R. Alleluia, alleluia. God was reconciling the world to himself in Christ, and entrusting to us the message of reconciliation. R. Alleluia, alleluia. (2 Corinthians 5:19)
As I read the Word of God for today’s Liturgy, I was struck by two powerful challenges: to let go of the destructive desire to kill our enemies, and to respond to the call to be missionary disciples.
In the first reading, from the Book of Samuel, we have the continuing saga of the decline of King Saul and the ascendency of King David. First, a little background. We have been reading about Samuel and his calling for about a week now, how his birth came about and how Hannah, his mother, consecrated him to God. Samuel grew up under the watchful care of Eli, the High Priest. It was revealed to Eli that God “will choose a faithful priest who do what I have in heart and mind.”
Samuel was God’s choice and God directed Samuel to first anoint Saul as King, and when Saul abandoned God’s ways, to anoint David as his replacement. It came as no surprise that Saul became jealous of David, even though David delivered Israel from the clutches of their mortal enemy, the Philistines. Saul becomes more convinced that David would eventually want to overthrow him and make himself king. So Saul does what every insecure leader does, he goes after his opposition with every intention of killing his rival. He brings with him his powerful army, thinking that he can eliminate God’s chosen one by force! We see this theme played out time and time again in the Scriptures.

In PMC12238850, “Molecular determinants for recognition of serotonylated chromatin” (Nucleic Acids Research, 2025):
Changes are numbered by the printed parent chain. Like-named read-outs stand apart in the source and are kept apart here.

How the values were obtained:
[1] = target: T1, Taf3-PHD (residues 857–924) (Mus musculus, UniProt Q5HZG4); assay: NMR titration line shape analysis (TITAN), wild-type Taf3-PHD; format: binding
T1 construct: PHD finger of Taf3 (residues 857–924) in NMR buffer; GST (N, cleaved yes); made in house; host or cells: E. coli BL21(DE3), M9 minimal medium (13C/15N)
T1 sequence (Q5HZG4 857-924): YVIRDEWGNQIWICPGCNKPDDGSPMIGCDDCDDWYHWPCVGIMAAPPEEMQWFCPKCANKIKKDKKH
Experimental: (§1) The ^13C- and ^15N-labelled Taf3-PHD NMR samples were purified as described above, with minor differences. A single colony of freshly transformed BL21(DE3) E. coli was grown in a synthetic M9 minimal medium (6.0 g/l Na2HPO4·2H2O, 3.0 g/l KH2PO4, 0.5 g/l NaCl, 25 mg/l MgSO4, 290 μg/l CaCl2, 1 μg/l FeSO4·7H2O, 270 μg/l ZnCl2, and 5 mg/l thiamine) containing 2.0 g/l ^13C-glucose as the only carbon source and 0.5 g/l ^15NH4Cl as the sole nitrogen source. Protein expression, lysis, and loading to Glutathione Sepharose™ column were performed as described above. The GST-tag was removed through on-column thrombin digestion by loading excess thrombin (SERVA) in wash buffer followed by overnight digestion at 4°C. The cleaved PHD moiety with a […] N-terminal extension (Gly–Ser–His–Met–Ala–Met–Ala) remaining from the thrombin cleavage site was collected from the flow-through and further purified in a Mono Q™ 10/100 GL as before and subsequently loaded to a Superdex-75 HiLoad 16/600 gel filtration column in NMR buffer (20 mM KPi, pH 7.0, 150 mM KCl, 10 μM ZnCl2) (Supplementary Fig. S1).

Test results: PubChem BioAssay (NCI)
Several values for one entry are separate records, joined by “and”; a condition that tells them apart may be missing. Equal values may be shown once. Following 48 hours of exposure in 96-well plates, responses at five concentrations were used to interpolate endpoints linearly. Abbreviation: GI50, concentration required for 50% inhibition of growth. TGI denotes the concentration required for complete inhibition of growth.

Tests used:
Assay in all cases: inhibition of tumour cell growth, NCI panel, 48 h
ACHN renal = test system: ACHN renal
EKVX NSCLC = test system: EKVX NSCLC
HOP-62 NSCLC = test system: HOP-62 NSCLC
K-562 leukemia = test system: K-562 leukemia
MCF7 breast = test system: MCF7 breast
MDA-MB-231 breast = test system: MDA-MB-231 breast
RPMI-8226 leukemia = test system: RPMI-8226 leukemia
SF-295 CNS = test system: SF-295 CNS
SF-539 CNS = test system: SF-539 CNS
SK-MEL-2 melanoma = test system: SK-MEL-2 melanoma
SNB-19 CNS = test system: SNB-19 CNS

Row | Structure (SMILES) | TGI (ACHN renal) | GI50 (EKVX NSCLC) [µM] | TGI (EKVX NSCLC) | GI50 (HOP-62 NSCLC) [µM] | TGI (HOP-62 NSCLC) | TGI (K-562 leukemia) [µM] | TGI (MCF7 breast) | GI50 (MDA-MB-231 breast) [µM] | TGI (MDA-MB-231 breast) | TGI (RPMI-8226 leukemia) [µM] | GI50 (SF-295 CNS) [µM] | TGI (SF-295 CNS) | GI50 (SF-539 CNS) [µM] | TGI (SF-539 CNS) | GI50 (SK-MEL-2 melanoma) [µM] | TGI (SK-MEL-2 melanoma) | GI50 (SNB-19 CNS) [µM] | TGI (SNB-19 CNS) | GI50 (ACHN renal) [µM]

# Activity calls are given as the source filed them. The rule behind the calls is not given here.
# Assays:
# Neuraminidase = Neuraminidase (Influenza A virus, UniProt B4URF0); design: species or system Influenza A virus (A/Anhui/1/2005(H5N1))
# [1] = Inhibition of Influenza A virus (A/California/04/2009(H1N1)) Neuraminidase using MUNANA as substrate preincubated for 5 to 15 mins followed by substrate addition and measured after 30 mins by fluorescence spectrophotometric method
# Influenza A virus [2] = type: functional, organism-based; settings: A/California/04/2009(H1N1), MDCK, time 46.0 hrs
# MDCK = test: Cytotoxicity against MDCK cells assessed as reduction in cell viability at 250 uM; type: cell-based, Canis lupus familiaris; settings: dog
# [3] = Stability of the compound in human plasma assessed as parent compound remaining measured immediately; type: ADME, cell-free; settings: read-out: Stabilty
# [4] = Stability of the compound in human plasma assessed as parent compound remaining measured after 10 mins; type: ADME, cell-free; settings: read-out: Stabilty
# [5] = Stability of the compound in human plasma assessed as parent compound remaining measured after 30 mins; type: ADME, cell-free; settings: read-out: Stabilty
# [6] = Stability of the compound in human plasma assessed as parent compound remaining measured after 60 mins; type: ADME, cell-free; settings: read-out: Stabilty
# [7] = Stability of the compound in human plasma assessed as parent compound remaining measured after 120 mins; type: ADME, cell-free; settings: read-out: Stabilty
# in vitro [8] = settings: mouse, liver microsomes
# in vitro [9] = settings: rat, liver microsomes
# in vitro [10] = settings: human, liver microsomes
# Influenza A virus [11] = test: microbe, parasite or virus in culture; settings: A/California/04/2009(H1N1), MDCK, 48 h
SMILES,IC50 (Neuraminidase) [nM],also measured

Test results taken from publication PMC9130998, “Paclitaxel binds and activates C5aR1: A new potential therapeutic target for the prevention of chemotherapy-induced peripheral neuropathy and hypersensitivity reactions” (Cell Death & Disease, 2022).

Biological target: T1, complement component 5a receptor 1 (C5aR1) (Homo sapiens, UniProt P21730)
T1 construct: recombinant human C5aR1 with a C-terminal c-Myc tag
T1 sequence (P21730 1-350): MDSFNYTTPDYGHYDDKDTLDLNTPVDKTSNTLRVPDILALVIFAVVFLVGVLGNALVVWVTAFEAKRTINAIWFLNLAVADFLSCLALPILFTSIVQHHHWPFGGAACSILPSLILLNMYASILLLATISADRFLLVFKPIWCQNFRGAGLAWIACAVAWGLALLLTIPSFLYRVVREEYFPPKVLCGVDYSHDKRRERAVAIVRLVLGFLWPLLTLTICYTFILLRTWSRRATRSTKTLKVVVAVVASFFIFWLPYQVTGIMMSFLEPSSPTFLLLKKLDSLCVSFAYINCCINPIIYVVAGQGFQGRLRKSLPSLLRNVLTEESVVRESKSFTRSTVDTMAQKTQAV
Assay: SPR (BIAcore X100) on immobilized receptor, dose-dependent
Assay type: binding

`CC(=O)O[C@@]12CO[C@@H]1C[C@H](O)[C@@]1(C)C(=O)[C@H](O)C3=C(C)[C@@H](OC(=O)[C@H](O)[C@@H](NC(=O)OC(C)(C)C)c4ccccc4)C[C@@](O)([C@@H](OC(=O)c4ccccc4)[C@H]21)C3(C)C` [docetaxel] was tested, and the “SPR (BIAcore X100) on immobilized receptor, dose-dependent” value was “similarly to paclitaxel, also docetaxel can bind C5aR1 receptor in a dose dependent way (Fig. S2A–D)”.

Saul quickly finds out that God is in charge and not his evil intentions. David finds Saul at his most vulnerable moment, and could have easily killed him, but he decided not to do this, not to give into his baser desires. Rather, David lets him live and then offered to make peace with him. As we find out later, Saul ultimately destroys himself, and God’s choice, David, takes over Saul’s kingdom.
It is God’s choices that will ultimately overcome evil. It is God’s Love that will overshadow hate. It is God’s Will that will ultimately be done, in heaven and on earth.
The Gospel passage for today’s Mass continues with this theme of God choosing those that will ultimately overcome sin and death. As Jesus begins his ministry in Mark’s gospel, Jesus chooses those he wanted to have at his side so that he could send out to preach. I believe that we would benefit greatly if we took our time to reflect upon the reason why Jesus chose his apostles, that is, why Jesus chose us as his apostles. No matter whether we are named Hannah, Samuel, David, Mary, Peter, or John, we have all been chosen to do God’s work here on earth.
As Jesus would say to us later, “Do not be afraid, for I am with you until the end of time.”
Fr. Clemente Barrón, C.P. is a member of Christ the King Community in Citrus Heights, California.